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Old 08-23-2011, 03:27 PM   #7
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What you refer to are called tax expenditures in Washington-speak . . .
Yep, gotta love the lingo and the inference--that the money was really Washington's and they "lost" or "expended" it by leaving it with taxpayers who earned it.

The dishonest use of language should be called out at every turn.
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Old 08-23-2011, 03:44 PM   #8
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Yep, gotta love the lingo and the inference--that the money was really Washington's and they "lost" or "expended" it by leaving it with taxpayers who earned it.

The dishonest use of language should be called out at every turn.
It's not that the money is "Washington's and they 'expended' it by leaving with taxpayers who earned it" it's that these tax deductions are economically indistinquisable from direct cash payments (i.e. spending programs).
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Old 08-23-2011, 03:52 PM   #9
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103 million dollars to subsidize Internet connections for people who live in rural areas. What is that about?
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Old 08-23-2011, 04:01 PM   #10
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Is this the article? Housing Fix: End the Government
I may not agree with housing subsidies, and I can think of several good reasons for getting rid of them; but one of those reasons isn't . . .

Quote:
More bad news on the housing front today, as the housing market can't seem to find a bottom.

New-home sales fell in July by 0.7% to the lowest point since February, the Commerce Department said Tuesday. Sales for June were also revised downward to negative 2.9% from the previously reported decrease of 1%.
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Old 08-23-2011, 04:06 PM   #11
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Is this the article? Housing Fix: End the Government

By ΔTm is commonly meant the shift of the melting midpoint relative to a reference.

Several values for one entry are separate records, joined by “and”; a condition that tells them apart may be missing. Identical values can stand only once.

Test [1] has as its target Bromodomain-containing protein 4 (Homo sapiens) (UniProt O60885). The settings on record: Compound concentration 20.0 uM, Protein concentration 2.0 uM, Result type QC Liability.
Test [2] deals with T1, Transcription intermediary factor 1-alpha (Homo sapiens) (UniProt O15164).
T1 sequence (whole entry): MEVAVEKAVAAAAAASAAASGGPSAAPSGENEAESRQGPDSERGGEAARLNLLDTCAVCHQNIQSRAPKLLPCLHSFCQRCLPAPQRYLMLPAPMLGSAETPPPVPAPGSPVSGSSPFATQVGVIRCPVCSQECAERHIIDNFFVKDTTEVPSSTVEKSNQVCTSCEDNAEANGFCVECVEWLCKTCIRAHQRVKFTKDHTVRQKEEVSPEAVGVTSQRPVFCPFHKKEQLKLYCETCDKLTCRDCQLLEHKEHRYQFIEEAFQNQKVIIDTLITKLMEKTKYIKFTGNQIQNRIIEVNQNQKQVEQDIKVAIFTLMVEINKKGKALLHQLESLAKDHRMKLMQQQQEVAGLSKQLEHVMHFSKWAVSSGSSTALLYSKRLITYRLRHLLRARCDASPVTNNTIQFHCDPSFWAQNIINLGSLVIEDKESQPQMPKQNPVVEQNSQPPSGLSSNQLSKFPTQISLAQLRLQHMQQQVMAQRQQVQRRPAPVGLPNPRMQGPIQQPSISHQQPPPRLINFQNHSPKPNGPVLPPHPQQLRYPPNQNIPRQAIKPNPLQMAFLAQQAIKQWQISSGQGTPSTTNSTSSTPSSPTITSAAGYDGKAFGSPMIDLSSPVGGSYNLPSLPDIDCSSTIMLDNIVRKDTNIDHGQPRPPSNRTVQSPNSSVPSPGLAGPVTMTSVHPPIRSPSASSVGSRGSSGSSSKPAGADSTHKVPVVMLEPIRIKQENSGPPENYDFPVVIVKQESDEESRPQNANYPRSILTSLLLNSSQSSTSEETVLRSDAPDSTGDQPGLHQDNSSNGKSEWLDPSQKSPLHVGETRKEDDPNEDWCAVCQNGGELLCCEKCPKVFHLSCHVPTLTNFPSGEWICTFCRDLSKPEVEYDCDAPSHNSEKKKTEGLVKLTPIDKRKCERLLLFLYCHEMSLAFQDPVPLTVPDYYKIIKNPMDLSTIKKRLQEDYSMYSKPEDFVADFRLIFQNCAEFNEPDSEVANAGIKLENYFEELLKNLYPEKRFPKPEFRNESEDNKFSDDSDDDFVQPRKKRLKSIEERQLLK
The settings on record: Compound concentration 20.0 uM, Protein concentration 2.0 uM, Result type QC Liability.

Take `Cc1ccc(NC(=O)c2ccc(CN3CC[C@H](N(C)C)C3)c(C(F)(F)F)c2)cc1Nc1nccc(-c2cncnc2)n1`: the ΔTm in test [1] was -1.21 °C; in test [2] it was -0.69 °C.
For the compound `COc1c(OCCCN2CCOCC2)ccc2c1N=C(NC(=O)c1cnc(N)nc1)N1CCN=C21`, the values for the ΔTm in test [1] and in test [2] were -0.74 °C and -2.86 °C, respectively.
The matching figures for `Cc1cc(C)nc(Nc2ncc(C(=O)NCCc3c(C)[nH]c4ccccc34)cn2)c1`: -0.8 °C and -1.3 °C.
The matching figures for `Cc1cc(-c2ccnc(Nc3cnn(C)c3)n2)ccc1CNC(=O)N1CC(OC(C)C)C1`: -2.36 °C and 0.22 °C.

Yes that is it. Thanks.

Ha
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Old 08-23-2011, 04:09 PM   #12
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I'm of the view that housing subsidies don't actually benefit homeowners, but lenders instead.

The subsidy allows buyers to afford more house, so they demand more house, which raises the price of houses. Ultimately, the buyer isn't really getting 'more house', but the same house they would have had at a higher price. The buyer of that that higher priced house needs a larger loan, which he can afford because of the subsidy. Those higher financing costs accrue to the benefit of lenders.
+1

For the significant majority of buyers, it's not the price they are really concerned about, it's the effective after-tax monthly payment. And to the extent that low interest rates and the mortgage interest deduction decrease the effective monthly payment for a home at any given sale price, sales driven by monthly payments will simply skew the market to inflate the prices of homes whose "true prices" in the absence of the mortgage interest deduction and the Fed's War on Savers would be considerably lower, say 1/4 to 1/3 lower in some cases.

But unfortunately this is the *worst* time to get rid of the deduction -- a time when the market is already depressed. Better would have been to do it in a strong housing market and strong economy, phasing it out over a period of (say) 10 years so that existing mortgage holders would still get the deduction, next year's buyers would get 90% of it, and so on. I tend to think an "all in" and all-at-once elimination would be too devastating to the market.
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Old 08-23-2011, 04:25 PM   #13
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It's not that the money is "Washington's and they 'expended' it by leaving with taxpayers who earned it" it's that these tax deductions are economically indistinquisable from direct cash payments (i.e. spending programs).